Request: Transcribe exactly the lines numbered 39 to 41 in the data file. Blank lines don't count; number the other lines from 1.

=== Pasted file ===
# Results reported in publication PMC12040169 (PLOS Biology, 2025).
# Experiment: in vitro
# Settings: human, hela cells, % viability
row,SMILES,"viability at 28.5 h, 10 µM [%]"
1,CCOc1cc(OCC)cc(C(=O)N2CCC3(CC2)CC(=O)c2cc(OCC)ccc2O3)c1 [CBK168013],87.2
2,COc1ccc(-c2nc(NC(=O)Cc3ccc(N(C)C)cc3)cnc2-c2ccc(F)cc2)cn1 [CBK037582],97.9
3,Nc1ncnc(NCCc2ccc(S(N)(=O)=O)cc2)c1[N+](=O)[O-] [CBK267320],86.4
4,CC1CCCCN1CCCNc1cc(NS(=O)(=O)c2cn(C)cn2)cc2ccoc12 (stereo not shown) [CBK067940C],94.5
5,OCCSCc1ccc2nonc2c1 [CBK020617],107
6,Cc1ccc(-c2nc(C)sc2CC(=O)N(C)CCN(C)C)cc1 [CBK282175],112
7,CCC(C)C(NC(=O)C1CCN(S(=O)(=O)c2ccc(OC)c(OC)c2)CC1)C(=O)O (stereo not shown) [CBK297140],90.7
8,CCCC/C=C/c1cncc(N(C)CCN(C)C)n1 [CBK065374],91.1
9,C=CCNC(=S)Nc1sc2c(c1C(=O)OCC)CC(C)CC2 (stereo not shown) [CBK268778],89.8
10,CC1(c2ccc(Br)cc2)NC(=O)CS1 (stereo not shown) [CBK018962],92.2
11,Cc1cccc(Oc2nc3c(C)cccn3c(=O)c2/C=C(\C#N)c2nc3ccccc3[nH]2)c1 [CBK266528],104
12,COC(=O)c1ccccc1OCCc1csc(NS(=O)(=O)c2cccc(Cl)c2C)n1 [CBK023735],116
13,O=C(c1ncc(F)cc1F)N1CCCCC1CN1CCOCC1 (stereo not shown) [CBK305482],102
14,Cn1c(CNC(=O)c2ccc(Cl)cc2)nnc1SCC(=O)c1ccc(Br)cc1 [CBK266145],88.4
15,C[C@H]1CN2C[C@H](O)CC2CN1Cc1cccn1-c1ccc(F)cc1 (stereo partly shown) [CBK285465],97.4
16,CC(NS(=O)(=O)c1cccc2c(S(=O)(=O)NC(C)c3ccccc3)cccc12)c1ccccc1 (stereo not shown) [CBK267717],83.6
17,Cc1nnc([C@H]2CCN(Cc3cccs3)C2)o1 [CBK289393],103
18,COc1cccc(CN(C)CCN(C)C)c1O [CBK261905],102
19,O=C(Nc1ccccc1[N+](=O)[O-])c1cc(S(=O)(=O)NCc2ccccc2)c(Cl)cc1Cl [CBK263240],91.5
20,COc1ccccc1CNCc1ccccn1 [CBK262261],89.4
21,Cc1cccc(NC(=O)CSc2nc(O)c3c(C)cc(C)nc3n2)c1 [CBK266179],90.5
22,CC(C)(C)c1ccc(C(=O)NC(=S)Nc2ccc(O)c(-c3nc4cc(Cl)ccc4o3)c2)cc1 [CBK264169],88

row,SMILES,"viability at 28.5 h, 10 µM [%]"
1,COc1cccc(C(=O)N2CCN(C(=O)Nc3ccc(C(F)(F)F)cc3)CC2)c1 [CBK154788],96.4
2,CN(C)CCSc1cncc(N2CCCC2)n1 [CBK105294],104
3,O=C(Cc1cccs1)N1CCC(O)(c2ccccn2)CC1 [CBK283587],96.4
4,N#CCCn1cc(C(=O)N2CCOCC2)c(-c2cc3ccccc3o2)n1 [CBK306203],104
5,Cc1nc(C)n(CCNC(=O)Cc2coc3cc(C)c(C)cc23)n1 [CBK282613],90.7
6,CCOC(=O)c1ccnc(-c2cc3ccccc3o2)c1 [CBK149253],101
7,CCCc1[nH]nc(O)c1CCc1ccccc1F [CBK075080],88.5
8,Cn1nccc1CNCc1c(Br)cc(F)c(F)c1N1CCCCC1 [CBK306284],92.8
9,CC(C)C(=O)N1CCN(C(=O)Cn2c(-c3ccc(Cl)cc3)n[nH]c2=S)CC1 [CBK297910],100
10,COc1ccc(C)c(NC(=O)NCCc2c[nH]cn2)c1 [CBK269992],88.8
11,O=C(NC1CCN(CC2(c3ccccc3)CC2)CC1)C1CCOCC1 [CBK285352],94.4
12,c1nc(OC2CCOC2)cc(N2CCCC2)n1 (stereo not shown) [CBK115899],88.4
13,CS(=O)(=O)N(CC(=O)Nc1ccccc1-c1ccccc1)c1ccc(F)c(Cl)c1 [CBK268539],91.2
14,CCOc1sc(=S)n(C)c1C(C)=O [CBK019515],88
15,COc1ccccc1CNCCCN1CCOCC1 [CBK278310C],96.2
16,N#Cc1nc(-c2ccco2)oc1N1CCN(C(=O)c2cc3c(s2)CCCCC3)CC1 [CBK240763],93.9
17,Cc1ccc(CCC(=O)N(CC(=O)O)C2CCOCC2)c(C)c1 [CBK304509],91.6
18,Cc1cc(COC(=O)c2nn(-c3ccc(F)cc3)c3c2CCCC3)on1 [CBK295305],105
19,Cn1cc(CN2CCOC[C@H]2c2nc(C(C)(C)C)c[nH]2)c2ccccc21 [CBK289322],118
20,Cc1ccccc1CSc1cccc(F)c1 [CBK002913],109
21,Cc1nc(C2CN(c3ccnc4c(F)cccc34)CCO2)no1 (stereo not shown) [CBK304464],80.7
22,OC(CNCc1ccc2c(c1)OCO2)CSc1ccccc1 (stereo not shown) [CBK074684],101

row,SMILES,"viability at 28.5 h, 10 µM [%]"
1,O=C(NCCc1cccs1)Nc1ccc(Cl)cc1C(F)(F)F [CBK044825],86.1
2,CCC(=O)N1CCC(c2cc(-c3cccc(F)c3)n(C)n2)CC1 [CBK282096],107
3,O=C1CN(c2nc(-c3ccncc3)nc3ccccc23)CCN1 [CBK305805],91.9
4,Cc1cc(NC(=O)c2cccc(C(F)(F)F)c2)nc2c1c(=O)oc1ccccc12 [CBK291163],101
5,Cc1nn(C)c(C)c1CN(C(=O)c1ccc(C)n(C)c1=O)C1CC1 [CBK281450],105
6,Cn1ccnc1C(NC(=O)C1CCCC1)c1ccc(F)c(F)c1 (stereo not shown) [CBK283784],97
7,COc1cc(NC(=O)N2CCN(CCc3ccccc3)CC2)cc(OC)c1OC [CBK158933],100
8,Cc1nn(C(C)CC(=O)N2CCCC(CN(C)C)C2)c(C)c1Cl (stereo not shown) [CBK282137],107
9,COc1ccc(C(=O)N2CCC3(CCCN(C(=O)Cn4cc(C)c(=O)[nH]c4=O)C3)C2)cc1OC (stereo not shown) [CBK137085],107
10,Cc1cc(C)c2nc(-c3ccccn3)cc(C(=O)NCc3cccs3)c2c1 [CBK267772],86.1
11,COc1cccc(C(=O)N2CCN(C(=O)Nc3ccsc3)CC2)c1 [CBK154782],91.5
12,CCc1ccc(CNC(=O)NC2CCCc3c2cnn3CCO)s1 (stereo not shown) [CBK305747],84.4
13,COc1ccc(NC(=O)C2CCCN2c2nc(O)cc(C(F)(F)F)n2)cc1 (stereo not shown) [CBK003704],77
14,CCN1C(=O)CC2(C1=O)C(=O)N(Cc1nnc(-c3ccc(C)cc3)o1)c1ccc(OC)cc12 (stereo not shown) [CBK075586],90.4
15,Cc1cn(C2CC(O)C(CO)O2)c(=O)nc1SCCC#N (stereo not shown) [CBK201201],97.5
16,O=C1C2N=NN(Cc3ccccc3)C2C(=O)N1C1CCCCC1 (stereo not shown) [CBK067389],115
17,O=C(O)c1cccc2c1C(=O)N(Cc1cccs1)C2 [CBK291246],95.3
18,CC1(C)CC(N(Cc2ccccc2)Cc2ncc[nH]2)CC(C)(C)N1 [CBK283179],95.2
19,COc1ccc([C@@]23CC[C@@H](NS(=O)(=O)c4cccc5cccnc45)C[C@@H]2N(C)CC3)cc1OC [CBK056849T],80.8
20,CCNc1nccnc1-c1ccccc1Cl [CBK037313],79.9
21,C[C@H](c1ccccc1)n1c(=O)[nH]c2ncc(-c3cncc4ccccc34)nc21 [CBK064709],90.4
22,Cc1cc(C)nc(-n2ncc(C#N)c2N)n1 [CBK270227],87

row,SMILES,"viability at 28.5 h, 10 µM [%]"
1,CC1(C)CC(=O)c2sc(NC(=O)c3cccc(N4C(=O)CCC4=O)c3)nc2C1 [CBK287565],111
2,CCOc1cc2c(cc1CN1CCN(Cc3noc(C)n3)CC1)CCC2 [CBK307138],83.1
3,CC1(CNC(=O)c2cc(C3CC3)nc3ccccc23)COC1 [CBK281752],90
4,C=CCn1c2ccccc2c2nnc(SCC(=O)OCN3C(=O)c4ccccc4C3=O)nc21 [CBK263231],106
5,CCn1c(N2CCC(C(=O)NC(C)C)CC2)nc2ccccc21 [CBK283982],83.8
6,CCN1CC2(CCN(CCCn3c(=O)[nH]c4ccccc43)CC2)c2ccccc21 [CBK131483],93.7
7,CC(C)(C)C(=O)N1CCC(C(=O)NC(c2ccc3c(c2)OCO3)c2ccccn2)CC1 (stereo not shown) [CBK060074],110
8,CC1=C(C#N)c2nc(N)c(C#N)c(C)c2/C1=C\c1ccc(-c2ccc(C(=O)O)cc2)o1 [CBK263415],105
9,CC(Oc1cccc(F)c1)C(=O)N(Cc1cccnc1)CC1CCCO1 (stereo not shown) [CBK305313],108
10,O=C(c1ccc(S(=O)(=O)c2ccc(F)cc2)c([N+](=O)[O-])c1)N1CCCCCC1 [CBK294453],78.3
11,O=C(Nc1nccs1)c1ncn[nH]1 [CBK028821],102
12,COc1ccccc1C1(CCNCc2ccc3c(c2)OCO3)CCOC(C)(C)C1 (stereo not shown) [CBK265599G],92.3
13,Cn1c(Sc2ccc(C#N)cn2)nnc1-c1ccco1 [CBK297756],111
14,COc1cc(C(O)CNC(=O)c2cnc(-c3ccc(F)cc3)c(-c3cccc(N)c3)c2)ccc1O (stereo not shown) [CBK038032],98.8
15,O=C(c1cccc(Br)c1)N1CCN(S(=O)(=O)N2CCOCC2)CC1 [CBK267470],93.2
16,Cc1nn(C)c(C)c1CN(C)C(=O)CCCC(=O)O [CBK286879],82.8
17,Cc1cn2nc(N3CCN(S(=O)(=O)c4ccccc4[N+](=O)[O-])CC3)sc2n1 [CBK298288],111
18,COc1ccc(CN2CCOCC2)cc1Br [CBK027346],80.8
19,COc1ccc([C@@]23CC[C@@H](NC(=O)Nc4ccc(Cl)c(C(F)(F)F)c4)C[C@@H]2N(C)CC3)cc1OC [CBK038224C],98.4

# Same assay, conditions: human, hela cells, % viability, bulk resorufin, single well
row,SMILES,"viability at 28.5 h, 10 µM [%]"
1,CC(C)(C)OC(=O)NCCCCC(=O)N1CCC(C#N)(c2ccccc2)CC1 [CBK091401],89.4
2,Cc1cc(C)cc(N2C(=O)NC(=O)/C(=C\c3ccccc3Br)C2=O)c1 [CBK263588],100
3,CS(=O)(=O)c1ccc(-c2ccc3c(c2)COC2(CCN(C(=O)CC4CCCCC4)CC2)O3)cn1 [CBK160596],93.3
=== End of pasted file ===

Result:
12,c1nc(OC2CCOC2)cc(N2CCCC2)n1 (stereo not shown) [CBK115899],88.4
13,CS(=O)(=O)N(CC(=O)Nc1ccccc1-c1ccccc1)c1ccc(F)c(Cl)c1 [CBK268539],91.2
14,CCOc1sc(=S)n(C)c1C(C)=O [CBK019515],88